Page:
Paramount distributed this big-budget production by Security Pictures in the spring of 1965. Crack in the World (CW) was partially a sci-fi movie and partially a disaster movie. Like many of the disaster-genre that would follow, the destructive power of nature itself -- rather than a giant reptile -- is the monster. Solid actors, a decent budget and ample action make CW one of the mid-60s' big A-level sci-fi movies.
Quick Plot Synopsis
Project Inner Earth, headed by Dr. Steven Sorensen, plans to tap into the molten core of the earth to supply unlimited power for mankind. Their problem is that they've encountered an extremely tough shell around the core which no drill can penetrate. Sorensen wants to use a nuclear missile to punch through that shell. Dr. Ted Rampion is worried that the earth's crust is too fragile, due to all the previous nuclear weapons tests. Some complex back story about Steve's wife Maggie (a much younger woman) being Ted's former girlfriend clouds the issue. Steve finding out that he has a terminal illness clouds his judgement too. Steve convinces his bosses to let him fire the nuke and does so. All seems to have gone as planned. The magma wells up and everyone is pleased. That is, until massive earthquakes start wiping out towns and a giant rip in the earth's crust appears. To make matters worse, the rip lengthens steadily. If it goes all the way around the earth, it could break in half and disintegrate. Ted and his team plant another nuclear bomb in a pacific island volcano to stop the rip. This seems to succeed, but the rip turns back towards its origin. More earthquakes and destruction. Steve is a jerk to Maggie. Ted is heroic. Steve is almost too ill to continue. The project base is wracked with tremors. Ted and Maggie escape, but Steve remains behind to record events. The crack meets its origin point. A glowing ball of magma rises into the fiery night sky. Earth now has two moons. A squirrel comes out of hiding in a hole. Ted and Maggie hug for joy. The End.
Why is this movie fun?
CW is an action-packed disaster flick. Lava, landslides, train wrecks and lots and lots of explosions. Any 12-year-old boy cannot help but love this film.
Cold War Angle
CW is a strong example of the Nuclear Caution branch of Cold War morals. Man, recklessly misusing nukes, sets off a chain reaction (much like modern wars have been) which threaten to destroy the world as we know it. A "counter strike" of another nuke (in the volcano) averts total annihilation, but leaves millions dead and the earth scarred forever. All this makes for quite a blatant nuclear cautionary tale.
Cracked Science -- Sci-fi, as a genre, is hardly famous for strict scientific accuracy. Aliens who look perfectly human and speak English? Big monsters who can eat whole cities, yet never have to poop? But never mind. CW's flawed scientific premise is that the earth's crust is an integral shell. The integrity of this shell is what keeps the earth from flying apart due to centrifugal force. Of course, if that were true, us unattached humans ought to be flying off into space. But never mind. Knowledge of Plate Techtonics was not new in 1965, but it had not filtered down to the popular level yet. Modern viewers will scoff at CW. The earth has always had cracks in it, and works rather well that way. But, to non-scientists in the mid 60s, with a hard-shell view of the earth, the premise was more credible and pretty frightening.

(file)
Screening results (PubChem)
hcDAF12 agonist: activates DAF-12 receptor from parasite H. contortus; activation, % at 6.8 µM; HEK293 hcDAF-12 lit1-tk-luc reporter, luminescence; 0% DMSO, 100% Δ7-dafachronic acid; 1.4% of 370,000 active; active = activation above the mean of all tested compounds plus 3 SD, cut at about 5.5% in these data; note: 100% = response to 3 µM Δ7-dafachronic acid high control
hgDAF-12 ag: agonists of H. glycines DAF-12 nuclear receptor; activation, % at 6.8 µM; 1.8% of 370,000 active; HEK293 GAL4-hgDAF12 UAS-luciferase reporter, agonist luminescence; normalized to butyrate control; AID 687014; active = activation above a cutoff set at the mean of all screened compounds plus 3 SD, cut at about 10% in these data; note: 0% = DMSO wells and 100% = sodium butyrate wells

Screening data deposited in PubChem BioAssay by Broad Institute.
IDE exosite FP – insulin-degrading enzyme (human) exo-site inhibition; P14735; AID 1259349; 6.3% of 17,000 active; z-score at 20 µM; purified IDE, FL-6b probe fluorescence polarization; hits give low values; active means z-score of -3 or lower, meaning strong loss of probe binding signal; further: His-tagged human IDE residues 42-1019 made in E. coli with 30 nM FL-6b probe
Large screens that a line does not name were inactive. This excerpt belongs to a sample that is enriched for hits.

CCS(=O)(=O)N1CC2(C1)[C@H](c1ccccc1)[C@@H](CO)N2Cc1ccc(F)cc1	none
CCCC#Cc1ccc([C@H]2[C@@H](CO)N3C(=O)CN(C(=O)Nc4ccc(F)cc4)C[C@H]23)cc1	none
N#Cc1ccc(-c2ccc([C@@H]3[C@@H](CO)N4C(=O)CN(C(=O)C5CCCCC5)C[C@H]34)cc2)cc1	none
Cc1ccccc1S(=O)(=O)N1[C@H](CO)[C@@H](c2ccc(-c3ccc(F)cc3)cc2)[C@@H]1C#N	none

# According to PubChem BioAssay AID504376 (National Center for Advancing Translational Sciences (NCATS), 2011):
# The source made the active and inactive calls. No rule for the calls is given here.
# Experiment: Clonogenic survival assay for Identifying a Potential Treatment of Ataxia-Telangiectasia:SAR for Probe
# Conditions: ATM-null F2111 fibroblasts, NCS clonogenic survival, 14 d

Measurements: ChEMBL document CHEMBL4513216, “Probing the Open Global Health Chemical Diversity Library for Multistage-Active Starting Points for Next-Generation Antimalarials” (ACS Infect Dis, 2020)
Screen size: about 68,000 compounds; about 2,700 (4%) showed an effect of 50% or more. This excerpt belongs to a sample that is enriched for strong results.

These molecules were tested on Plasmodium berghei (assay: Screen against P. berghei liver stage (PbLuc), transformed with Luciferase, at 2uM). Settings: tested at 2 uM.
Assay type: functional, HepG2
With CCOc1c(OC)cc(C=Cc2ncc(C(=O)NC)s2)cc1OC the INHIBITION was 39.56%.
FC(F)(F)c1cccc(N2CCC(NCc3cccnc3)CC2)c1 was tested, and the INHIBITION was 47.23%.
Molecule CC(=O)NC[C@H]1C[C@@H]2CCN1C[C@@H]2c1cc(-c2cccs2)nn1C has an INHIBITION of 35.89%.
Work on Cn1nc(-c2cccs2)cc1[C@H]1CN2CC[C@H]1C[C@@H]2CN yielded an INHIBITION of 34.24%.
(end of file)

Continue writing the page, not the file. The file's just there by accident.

More Mad Scientist -- Dr. Steve Sorensen fills the customary role of misguided (mad) scientist in several ways. He wants to do some beneficial deed for mankind, but miscalculates and causes destruction. In this case, it is nature (the earth) who becomes the monster. Per the customary role, poetic justice prevails. The monster kills the offending scientist for his haste or hubris. Once he's dead, and his sin atoned for, the rightful order is restored (lovers kiss and small furry animals emerge from their burrows)
Tedious Triangle -- Many a sci-fi movie has been hobbled with tangled drama. CW is no different. In the midst of the impending destruction of the earth, Steve can still be a petty jerk to his young wife. Maggie can still be conflicted over her less-cerebral lust for Ted. Ted can still show off his big biceps, etc. This seems quite reminiscent of Catwomen of the Moon, where upon meeting another race of beings who are openly hostile, the main characters obsess over who loves whom. Perhaps astute movie producers knew that their young audiences were likely still mired in that high-school drama mindset, in which who liked whom and who was being a jerk to whom, etc. was more important than anything -- even the destruction of the earth.
Going Together -- Movie goers of the early 60s would probably have "felt" that Ted and Maggie really belonged together anyhow. Kieron Moore and Janette Scott had starred together before CW, as lighthouse-bound husband and wife biologists in Day of the Triffids ('62): another Security Pictures film. They would team up again in Security Pictures' Bikini Paradise ('67) -- a comedy outside of this study's scope.
Bottom line? CW is a well done disaster flick with ample entertainment value. There is plenty of action and the special effects respectable enough. After a steady diet of ultra-low budget movies, CW plays like an epic blockbuster.